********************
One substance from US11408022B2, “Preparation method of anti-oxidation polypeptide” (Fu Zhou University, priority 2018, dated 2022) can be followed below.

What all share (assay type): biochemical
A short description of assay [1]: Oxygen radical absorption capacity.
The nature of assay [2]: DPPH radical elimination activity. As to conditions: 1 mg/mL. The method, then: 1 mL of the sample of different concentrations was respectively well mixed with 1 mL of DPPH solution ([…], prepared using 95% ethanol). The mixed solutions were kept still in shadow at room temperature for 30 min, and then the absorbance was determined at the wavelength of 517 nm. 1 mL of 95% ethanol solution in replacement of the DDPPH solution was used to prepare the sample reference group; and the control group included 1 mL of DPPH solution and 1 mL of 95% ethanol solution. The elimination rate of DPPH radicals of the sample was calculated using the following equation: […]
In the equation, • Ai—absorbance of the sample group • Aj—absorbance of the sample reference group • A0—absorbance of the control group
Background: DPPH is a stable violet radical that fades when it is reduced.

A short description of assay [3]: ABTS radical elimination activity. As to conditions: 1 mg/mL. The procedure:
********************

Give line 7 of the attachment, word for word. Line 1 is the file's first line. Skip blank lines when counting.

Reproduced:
A short description of assay [3]: ABTS radical elimination activity. As to conditions: 1 mg/mL. The procedure: